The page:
Lead Line Chord Notation, also referred to as Topline Notation is a shorthand notation convention that is sometimes used for rock, jazz and pop guitar or keyboard charts.
Lead Line / Topline notation is a good way to get the chord voicings you are looking for as a composer or arranger, particularly if you don’t actually play guitar (or piano); it allows you to specify melodic motion of the chords without having to supply details of voicings you may or may not know are practical (or possible) on that instrument.
To create this type of notation, visually, the stems are extended past the noteheads to show that the chords are voiced below (or above) the written lead notes. Here is an example:
Let’s take a look at a couple of different ways to create this type of notation in Finale.
In more recent versions of Finale, you can define both stem direction and length of stems from within the Staff Attributes Dialog or with a Staff Style:
The Stem Settings sub-dialog allows you to control stem length and direction:
Check “Use Vertical Offset For Notehead End of Stems” and offset from the Notehead. The Stem Direction radio buttons at the top can be set as desired.
I’ve associated an Up Stem negative value (-2 spaces) with a Stem Direction of Always Up, and a Down Stem positive value (+2 spaces) with a Stem Direction of Always Down. This essentially equates to “Top Voice of Chord” (stems up, with stem extending downward) and “Bottom Voice of Chord” (stems down, with stem extending upward).
I’ve arbitrarily chosen in this example to extend the stems in either direction by two spaces. While it would be hard to state that there is a set convention for the length of the stem extension for this notation style, stem extension length of one octave is fairly common (longer than what I show here). A value of +-3.5 spaces for (1) and (2) will give this visual result.
Since it is possible to create these settings as two different Staff Styles, you can create a separate Staff Style for each case, and apply each Style as you need it, even for partial bars.
Note that while this is one good way to get the correct visual look, since there aren’t any actual notes below (or above) the lead note of the chord, only the lead melody line will play back using this method.
If you want to play back chord voicings underneath your lead line while displaying the Lead / Top line notation style, one method is to use the Special Tools > Note Shape Tool. Select the Note Shape Tool from the Special Tools palette, then, while holding down the Shift key, select all the notes below the lead line:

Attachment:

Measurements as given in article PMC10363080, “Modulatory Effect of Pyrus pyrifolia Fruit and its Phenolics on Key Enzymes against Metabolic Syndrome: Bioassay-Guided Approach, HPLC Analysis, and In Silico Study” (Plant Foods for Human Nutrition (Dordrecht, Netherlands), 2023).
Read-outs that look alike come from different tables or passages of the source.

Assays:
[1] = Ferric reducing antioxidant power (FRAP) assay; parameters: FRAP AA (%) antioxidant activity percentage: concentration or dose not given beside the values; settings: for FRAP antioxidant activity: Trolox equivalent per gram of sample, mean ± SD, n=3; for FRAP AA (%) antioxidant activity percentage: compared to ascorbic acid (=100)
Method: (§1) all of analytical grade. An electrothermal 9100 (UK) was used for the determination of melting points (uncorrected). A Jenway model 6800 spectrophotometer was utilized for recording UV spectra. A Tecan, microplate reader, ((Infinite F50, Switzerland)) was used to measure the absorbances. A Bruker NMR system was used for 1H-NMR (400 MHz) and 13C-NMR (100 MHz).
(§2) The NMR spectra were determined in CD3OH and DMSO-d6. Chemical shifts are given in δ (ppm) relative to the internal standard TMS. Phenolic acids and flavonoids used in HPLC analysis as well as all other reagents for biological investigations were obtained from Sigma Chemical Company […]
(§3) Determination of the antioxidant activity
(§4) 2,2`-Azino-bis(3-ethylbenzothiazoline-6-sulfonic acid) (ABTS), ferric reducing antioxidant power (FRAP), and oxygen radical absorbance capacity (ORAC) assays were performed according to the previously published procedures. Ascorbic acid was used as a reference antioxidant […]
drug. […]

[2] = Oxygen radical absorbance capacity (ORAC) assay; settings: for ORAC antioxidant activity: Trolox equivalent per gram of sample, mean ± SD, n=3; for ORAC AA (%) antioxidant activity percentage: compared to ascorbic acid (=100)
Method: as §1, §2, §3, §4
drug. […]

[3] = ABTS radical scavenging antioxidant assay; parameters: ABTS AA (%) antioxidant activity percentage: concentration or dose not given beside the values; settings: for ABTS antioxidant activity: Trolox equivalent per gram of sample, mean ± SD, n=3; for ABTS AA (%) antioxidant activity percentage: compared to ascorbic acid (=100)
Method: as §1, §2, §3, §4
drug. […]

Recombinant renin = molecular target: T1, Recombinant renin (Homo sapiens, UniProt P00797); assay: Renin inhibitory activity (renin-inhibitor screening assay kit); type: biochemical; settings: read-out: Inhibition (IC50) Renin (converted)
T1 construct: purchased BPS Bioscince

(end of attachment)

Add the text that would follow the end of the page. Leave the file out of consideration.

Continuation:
With the notes selected, double-clicking will bring up the Symbol Selection dialog. Type the Space (null) character, and OK the dialog. All of the noteheads below the lead line are no longer visible, the stem is extended properly, and as an added bonus, your voicings will play back:
You can control the stem extension length with the pitch of the lowest note in the chord. For instance, if you want the stem length equal to one octave, add an octave below each note of the lead line in your chord voicing as the lowest note in the chords.
The Special Tools method, while a good breakdown illustration, is not very practical. First, if the harmony notes in the chord voicing have accidentals, these accidentals will still be visible, and you’ll have to hide them manually. (Using Speedy Entry, you can set the cursor to each pitch and press the Star key on the Keypad to hide these). You’ll also have to manually flip the stems in some cases, *and* unless you want visible duration dots and ties for the headless notes, you’ll need to hide them. Fortunately, there is an automated way to do all this.
PLUG & PLAY
While I’m always interested in learning how things work, it’s really all about getting things done quickly, efficiently and painlessly.
Once again, plugin architect Jari Williamssohn has come to the rescue with the JW Topline Notation plugin.
The plugin appears to automate a variation of the Special Tools method (shown above), performing all these steps automatically; hiding the noteheads and their associated accidentals in one step.
The plugin follows the “octave” stem length convention method, even adding a hidden (and silent) note one octave below the lead / top note if the chord voicing spans less than one octave. It also visually hides duration dots for the headless notes as well, (although it leaves the ties to facilitate playback).
The plugin also includes a “revert” function to get your written-out music back quickly.
ORIGINAL POST (2013)